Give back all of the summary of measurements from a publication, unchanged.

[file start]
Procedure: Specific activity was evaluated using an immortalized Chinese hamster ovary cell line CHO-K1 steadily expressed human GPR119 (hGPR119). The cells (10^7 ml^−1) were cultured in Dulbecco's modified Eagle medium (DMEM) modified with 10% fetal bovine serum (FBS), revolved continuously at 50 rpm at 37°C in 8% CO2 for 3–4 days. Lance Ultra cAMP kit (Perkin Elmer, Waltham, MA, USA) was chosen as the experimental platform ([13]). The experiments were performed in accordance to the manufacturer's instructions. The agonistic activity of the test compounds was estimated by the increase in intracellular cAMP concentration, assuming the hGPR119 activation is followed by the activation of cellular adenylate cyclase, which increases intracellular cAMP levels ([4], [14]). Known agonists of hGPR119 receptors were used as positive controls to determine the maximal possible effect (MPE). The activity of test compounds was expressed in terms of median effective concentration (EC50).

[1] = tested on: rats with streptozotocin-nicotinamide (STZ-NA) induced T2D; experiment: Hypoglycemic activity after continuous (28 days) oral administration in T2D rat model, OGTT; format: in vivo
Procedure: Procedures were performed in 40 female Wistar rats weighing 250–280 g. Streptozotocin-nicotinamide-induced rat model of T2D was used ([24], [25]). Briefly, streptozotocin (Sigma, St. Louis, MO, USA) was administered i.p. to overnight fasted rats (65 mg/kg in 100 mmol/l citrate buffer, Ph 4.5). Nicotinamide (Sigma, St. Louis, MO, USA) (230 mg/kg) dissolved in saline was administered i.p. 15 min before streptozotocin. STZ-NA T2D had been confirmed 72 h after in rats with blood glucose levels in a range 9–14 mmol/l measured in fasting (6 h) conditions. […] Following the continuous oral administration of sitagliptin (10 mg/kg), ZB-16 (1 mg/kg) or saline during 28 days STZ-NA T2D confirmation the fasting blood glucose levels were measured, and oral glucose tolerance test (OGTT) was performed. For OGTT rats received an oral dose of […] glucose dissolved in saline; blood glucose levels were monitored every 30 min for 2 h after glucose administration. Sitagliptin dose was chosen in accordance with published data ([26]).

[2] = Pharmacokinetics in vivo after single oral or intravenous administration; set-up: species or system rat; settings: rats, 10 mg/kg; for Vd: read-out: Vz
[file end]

Procedure: Specific activity was evaluated using an immortalized Chinese hamster ovary cell line CHO-K1 steadily expressed human GPR119 (hGPR119). The cells (10^7 ml^−1) were cultured in Dulbecco's modified Eagle medium (DMEM) modified with 10% fetal bovine serum (FBS), revolved continuously at 50 rpm at 37°C in 8% CO2 for 3–4 days. Lance Ultra cAMP kit (Perkin Elmer, Waltham, MA, USA) was chosen as the experimental platform ([13]). The experiments were performed in accordance to the manufacturer's instructions. The agonistic activity of the test compounds was estimated by the increase in intracellular cAMP concentration, assuming the hGPR119 activation is followed by the activation of cellular adenylate cyclase, which increases intracellular cAMP levels ([4], [14]). Known agonists of hGPR119 receptors were used as positive controls to determine the maximal possible effect (MPE). The activity of test compounds was expressed in terms of median effective concentration (EC50).

[1] = tested on: rats with streptozotocin-nicotinamide (STZ-NA) induced T2D; experiment: Hypoglycemic activity after continuous (28 days) oral administration in T2D rat model, OGTT; format: in vivo
Procedure: Procedures were performed in 40 female Wistar rats weighing 250–280 g. Streptozotocin-nicotinamide-induced rat model of T2D was used ([24], [25]). Briefly, streptozotocin (Sigma, St. Louis, MO, USA) was administered i.p. to overnight fasted rats (65 mg/kg in 100 mmol/l citrate buffer, Ph 4.5). Nicotinamide (Sigma, St. Louis, MO, USA) (230 mg/kg) dissolved in saline was administered i.p. 15 min before streptozotocin. STZ-NA T2D had been confirmed 72 h after in rats with blood glucose levels in a range 9–14 mmol/l measured in fasting (6 h) conditions. […] Following the continuous oral administration of sitagliptin (10 mg/kg), ZB-16 (1 mg/kg) or saline during 28 days STZ-NA T2D confirmation the fasting blood glucose levels were measured, and oral glucose tolerance test (OGTT) was performed. For OGTT rats received an oral dose of […] glucose dissolved in saline; blood glucose levels were monitored every 30 min for 2 h after glucose administration. Sitagliptin dose was chosen in accordance with published data ([26]).

[2] = Pharmacokinetics in vivo after single oral or intravenous administration; set-up: species or system rat; settings: rats, 10 mg/kg; for Vd: read-out: Vz